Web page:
Warthog and babies

Warthog

Phacochoerus africanus

The most common of Africa’s wild pig, the endearing warthog is an unusually slender and long-legged swine whose near-hairless gray coat is offset by a long pale mane that runs from the head down the spine. It is named for the trio of callus-like facial ‘warts’, and in most individuals these are less conspicuous than the large white tusks, which can grow to be 2ft long in the case of a large male

Where to see Warthog in Africa

Warthogs are common and conspicuous in most African safari destinations

Did you know?

Both species of warthog are classified as Least Concern on the IUCN Red List. The smaller range of the desert warthog means it is far less numerous overall than the common warthog, and a subspecies of desert warthog with a disjunct range centered on South Africa’s Western Cape was hunted to extinction in the 19th century.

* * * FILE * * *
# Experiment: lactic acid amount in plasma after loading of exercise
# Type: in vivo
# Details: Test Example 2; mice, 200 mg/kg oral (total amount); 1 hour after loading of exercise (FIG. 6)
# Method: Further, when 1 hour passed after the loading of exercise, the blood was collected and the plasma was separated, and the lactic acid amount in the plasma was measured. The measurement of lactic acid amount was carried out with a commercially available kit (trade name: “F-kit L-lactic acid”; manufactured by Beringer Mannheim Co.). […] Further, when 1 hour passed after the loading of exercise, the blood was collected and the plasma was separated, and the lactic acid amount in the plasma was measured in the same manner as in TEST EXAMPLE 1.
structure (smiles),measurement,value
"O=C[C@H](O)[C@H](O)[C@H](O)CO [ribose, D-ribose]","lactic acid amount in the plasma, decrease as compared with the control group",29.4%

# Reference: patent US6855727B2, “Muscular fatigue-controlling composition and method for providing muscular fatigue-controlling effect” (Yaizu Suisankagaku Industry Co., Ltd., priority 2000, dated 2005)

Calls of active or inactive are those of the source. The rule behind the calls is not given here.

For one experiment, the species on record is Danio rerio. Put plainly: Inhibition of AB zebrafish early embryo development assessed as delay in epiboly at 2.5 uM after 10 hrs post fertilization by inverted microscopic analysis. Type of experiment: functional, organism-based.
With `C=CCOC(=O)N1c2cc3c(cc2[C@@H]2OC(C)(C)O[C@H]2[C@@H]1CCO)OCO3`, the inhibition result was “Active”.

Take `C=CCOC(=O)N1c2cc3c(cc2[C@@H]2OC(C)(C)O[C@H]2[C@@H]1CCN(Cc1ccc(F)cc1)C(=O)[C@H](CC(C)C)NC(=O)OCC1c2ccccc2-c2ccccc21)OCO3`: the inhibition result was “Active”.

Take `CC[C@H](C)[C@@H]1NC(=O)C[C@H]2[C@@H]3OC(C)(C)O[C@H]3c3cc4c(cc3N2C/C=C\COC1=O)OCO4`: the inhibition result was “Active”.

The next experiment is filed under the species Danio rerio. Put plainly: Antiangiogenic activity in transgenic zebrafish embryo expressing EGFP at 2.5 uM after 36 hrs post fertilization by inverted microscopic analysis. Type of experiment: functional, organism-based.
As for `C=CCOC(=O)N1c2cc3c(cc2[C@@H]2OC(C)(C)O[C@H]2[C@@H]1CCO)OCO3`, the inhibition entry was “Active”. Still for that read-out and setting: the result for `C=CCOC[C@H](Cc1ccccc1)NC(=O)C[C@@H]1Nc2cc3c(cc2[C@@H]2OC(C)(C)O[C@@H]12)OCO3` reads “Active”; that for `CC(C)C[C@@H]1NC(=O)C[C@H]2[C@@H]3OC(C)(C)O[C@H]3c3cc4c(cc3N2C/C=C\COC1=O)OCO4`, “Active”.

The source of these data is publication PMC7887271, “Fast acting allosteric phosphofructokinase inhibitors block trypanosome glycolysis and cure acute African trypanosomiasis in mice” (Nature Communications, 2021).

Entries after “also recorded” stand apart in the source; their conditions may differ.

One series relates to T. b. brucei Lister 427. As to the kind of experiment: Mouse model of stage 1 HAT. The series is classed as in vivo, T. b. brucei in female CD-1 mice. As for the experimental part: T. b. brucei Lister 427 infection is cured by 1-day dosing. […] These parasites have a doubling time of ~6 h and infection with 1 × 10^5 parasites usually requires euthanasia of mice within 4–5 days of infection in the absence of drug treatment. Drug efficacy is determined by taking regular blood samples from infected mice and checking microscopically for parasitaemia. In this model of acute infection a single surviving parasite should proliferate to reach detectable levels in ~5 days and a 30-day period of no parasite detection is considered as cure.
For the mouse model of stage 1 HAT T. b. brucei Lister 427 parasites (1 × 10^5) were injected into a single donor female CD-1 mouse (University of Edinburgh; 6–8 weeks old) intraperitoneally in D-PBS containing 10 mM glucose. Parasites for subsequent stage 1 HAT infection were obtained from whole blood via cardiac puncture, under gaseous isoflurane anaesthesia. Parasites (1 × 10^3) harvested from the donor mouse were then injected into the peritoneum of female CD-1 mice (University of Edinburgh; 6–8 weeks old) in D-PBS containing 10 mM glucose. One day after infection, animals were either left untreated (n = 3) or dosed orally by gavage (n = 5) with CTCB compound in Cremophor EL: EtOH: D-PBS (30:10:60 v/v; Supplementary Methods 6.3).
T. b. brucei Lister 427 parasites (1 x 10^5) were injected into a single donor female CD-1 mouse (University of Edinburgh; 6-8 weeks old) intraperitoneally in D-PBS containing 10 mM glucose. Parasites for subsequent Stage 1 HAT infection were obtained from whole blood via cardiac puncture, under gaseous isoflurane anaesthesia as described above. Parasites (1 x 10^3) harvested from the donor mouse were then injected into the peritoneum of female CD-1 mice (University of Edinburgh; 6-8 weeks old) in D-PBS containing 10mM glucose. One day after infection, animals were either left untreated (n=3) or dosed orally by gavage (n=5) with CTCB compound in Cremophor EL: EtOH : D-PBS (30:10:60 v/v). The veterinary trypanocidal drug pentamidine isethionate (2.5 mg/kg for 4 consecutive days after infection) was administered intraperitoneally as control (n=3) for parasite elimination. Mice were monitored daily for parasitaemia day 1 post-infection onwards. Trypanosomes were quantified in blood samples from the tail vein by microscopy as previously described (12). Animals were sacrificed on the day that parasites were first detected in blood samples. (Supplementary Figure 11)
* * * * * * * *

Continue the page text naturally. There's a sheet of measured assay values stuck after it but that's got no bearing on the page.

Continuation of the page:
Just like domestic pigs, warthogs are undiscerning omnivores. Their favorite food comprises roots and bulbs, which they take up dig from the grounds using their strong tusks and elongated snouts. But they will eat almost anything else that crosses the path, be it fruit, agricultural crops, carrion or newborn animals.

Warthogs are very sociable creatures that move in nuclear family groups comprising an adult male and female and up to five sub-adult offspring. By day, they are most often seen trotting around briskly, tails raised stiffly in the air. At night, they retire to subterranean burrows, which have often been appropriated from aardvarks or other digging animals

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